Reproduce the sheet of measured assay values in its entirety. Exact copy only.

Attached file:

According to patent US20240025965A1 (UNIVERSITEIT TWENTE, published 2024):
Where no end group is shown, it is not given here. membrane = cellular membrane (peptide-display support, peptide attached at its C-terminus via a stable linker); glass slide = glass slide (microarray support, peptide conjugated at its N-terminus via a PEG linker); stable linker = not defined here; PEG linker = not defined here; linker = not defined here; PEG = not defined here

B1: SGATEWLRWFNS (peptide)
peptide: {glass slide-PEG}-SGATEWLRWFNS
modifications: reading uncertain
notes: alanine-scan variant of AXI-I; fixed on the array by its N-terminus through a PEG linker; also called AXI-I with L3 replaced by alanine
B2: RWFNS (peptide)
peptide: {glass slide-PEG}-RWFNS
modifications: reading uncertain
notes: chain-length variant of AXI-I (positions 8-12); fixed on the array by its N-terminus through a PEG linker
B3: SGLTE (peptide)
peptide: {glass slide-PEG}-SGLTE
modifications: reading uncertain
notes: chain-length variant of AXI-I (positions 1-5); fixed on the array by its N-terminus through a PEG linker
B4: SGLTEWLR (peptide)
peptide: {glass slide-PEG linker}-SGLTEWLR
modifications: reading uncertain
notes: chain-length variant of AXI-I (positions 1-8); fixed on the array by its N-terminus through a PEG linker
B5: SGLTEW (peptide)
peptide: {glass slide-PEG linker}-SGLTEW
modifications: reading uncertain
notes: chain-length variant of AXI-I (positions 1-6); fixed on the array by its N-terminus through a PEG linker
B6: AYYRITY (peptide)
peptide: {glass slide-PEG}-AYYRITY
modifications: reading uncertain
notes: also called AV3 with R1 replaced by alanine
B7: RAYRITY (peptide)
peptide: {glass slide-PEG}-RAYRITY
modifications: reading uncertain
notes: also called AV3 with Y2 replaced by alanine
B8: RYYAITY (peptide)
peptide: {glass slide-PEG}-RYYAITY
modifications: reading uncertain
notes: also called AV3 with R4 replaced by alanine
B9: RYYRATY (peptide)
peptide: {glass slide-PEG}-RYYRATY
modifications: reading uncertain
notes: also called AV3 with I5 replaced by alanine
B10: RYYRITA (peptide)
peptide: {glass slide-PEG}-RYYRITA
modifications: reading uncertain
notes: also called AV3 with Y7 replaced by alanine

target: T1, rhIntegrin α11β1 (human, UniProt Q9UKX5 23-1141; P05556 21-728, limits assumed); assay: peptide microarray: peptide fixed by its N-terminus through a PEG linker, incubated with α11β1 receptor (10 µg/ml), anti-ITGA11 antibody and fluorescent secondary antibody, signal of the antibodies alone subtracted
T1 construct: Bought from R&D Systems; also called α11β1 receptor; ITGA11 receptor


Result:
According to patent US20240025965A1 (UNIVERSITEIT TWENTE, published 2024):
Where no end group is shown, it is not given here. membrane = cellular membrane (peptide-display support, peptide attached at its C-terminus via a stable linker); glass slide = glass slide (microarray support, peptide conjugated at its N-terminus via a PEG linker); stable linker = not defined here; PEG linker = not defined here; linker = not defined here; PEG = not defined here

B1: SGATEWLRWFNS (peptide)
peptide: {glass slide-PEG}-SGATEWLRWFNS
modifications: reading uncertain
notes: alanine-scan variant of AXI-I; fixed on the array by its N-terminus through a PEG linker; also called AXI-I with L3 replaced by alanine
B2: RWFNS (peptide)
peptide: {glass slide-PEG}-RWFNS
modifications: reading uncertain
notes: chain-length variant of AXI-I (positions 8-12); fixed on the array by its N-terminus through a PEG linker
B3: SGLTE (peptide)
peptide: {glass slide-PEG}-SGLTE
modifications: reading uncertain
notes: chain-length variant of AXI-I (positions 1-5); fixed on the array by its N-terminus through a PEG linker
B4: SGLTEWLR (peptide)
peptide: {glass slide-PEG linker}-SGLTEWLR
modifications: reading uncertain
notes: chain-length variant of AXI-I (positions 1-8); fixed on the array by its N-terminus through a PEG linker
B5: SGLTEW (peptide)
peptide: {glass slide-PEG linker}-SGLTEW
modifications: reading uncertain
notes: chain-length variant of AXI-I (positions 1-6); fixed on the array by its N-terminus through a PEG linker
B6: AYYRITY (peptide)
peptide: {glass slide-PEG}-AYYRITY
modifications: reading uncertain
notes: also called AV3 with R1 replaced by alanine
B7: RAYRITY (peptide)
peptide: {glass slide-PEG}-RAYRITY
modifications: reading uncertain
notes: also called AV3 with Y2 replaced by alanine
B8: RYYAITY (peptide)
peptide: {glass slide-PEG}-RYYAITY
modifications: reading uncertain
notes: also called AV3 with R4 replaced by alanine
B9: RYYRATY (peptide)
peptide: {glass slide-PEG}-RYYRATY
modifications: reading uncertain
notes: also called AV3 with I5 replaced by alanine
B10: RYYRITA (peptide)
peptide: {glass slide-PEG}-RYYRITA
modifications: reading uncertain
notes: also called AV3 with Y7 replaced by alanine

target: T1, rhIntegrin α11β1 (human, UniProt Q9UKX5 23-1141; P05556 21-728, limits assumed); assay: peptide microarray: peptide fixed by its N-terminus through a PEG linker, incubated with α11β1 receptor (10 µg/ml), anti-ITGA11 antibody and fluorescent secondary antibody, signal of the antibodies alone subtracted
T1 construct: Bought from R&D Systems; also called α11β1 receptor; ITGA11 receptor